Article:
How I Came to Recognize I Didn’t Really Understand The People I Was Leading

How I Came to Recognize I Didn’t Really Understand The People I Was Leading

Establishing a Living Wage

After I delivered my final kit, I called Justin. He told me he had just finished his deliveries as well. I asked him how it had gone. Without further prompting, he told me he had seen similar things to what I saw. Most folks seemed to be “doing fine.” But about 20% of the places he visited left him surprised and saddened. Clearly, we needed to do something to help. I asked him to give it some thought over the weekend and we agreed that we would regroup on Monday to discuss our thoughts.

When Monday came, I felt worse. This 100% employee-owned company with a strong culture of care, community, and family included folks who were struggling to meet today’s needs. Between our 401k (and match) and ESOP they would certainly have a very handsome retirement. But those funds couldn’t help them with a car payment, insurance, electric bills, or a kid’s college tuition. We had taken a big step toward fixing the wealth gap in retirement, but that wasn’t enough to meet our colleagues’ immediate needs.

After much discussion with our executive team, board members, and some outside advisors, we came up with our own “Living Wage” program. Based on data for our area, we determined that $50,000 was the minimum amount required for a family to live comfortably. We currently had folks working for us making around $35,000, which was “market rate” for their job description. We had felt like our benefits package, plus our bonus plan (worth up to 20% of annual compensation), would put us above market. And it probably did, but it still did not solve these problems.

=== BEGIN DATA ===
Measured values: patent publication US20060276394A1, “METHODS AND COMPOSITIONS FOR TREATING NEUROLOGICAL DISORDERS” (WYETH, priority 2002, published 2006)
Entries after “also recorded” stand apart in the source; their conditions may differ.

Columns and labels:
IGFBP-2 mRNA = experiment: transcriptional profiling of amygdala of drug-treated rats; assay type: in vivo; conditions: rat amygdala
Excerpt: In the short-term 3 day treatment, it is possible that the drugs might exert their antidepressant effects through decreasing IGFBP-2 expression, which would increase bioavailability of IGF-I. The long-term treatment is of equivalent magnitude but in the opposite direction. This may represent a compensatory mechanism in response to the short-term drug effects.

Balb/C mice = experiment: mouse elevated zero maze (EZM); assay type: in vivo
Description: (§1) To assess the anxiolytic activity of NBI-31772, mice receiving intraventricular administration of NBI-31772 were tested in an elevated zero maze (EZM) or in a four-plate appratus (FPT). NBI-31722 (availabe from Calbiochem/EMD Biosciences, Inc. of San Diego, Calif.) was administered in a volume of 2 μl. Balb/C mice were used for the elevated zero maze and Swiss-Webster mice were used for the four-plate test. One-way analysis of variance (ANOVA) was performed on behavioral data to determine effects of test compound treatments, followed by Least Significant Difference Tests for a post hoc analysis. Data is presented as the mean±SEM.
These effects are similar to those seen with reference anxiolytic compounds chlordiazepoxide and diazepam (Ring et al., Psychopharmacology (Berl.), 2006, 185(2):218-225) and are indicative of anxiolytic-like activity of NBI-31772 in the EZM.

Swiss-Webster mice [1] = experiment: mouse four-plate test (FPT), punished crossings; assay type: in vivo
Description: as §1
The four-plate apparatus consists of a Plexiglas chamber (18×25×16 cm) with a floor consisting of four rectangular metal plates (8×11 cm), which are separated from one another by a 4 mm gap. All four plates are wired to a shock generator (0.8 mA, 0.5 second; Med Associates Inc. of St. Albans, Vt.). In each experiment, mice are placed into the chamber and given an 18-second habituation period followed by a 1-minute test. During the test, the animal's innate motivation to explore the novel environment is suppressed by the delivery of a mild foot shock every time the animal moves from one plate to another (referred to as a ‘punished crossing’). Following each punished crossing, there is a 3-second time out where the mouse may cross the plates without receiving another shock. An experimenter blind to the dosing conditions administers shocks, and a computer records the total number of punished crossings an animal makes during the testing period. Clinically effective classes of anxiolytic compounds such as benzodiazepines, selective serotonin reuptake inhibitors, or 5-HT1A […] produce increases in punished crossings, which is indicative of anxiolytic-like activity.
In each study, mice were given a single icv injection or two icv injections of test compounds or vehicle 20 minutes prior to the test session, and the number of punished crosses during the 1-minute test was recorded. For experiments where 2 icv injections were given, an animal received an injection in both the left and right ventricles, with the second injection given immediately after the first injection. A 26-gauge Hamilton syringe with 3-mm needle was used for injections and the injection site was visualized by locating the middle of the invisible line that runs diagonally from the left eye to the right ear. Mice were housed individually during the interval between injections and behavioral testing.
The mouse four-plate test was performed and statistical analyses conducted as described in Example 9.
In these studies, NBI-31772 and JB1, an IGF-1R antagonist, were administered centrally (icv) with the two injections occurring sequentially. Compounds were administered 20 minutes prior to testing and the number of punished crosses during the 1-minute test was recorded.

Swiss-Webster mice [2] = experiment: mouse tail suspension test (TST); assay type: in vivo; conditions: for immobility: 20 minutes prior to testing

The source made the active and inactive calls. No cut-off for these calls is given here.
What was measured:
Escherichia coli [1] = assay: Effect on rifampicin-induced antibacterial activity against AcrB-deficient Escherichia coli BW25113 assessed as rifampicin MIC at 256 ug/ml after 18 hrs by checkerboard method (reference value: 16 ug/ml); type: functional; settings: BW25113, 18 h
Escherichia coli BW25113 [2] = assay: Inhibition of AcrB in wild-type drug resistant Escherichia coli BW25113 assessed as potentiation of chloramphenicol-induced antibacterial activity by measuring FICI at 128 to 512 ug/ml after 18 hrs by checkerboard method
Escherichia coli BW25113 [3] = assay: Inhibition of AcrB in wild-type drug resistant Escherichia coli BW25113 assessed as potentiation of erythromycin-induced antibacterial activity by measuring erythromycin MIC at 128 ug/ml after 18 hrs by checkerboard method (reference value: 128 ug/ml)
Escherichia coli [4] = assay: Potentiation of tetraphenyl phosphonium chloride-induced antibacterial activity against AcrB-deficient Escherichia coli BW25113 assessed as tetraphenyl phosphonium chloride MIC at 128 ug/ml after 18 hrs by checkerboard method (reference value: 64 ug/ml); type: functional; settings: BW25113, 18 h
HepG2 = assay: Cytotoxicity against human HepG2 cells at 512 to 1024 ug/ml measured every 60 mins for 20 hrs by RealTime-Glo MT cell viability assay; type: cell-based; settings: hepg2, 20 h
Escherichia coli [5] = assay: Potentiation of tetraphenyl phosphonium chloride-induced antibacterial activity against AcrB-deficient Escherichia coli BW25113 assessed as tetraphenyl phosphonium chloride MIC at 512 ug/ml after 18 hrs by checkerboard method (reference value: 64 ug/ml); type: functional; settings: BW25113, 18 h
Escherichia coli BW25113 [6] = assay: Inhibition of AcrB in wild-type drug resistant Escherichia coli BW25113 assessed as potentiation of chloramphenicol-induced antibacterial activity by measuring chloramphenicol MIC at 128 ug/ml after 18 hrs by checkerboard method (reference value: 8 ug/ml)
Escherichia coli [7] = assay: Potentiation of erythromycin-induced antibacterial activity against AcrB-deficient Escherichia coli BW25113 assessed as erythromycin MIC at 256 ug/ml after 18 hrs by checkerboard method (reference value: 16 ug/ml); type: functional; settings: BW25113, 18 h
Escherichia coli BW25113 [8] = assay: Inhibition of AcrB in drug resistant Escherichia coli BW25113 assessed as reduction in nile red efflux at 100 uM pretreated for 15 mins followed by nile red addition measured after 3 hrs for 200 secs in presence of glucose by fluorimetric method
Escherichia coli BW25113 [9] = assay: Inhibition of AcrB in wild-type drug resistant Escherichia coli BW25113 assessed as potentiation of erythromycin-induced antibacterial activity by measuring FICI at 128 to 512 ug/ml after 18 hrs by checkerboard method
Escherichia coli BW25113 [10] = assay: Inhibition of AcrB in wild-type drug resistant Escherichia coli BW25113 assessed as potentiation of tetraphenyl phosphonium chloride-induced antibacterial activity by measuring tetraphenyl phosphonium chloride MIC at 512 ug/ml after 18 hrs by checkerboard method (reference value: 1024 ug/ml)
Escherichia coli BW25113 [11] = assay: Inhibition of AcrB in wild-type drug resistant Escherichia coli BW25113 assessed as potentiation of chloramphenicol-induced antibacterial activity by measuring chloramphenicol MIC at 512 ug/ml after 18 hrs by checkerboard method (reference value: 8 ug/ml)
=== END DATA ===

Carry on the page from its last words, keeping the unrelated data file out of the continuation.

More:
Through our discussions, we also came to realize that not all the issues we were seeing would be solved with more money. Financial literacy education was needed to give them the tools and support to make wise decisions. So, we paired the Living Wage Program with a financial education class (basic budgeting, accountability, etc.). We then put them on a fast track to $50,000 a year by issuing more frequent salary and performance reviews with the plan to get everyone in the company up to $50,000 inside of 24 months. We also made some upward adjustments to those folks who already made a living wage to ensure that they did not feel forgotten.

The program was rolled out 12 months ago and it has been well received. Our team expressed a great deal of gratitude for the creative thinking and how the company took action. One family was able to qualify for a home loan based on the new salary and purchase their first home. And year to date, our team has been able to pay off over $250,000 in debt through the financial education program. However, we now find ourselves in an extremely inflationary environment, which has forced us to re-evaluate what a new “living wage” is for today’s environment.

A Call to Action

Many of us as business leaders invest a lot of time in peer groups, reading, studying our unique markets, and our balance sheets in order to run a great business. My encouragement to you as “people first” leaders is to spend time with your people on their turf and terms. Be humble and open about what you don’t know—and what you can learn. If you can do that, I can almost guarantee that you will discover unique ways to improve the lives of people in your care as well as the health and performance of your business as we certainly realized. Isn’t that what servant leadership is all about in the first place?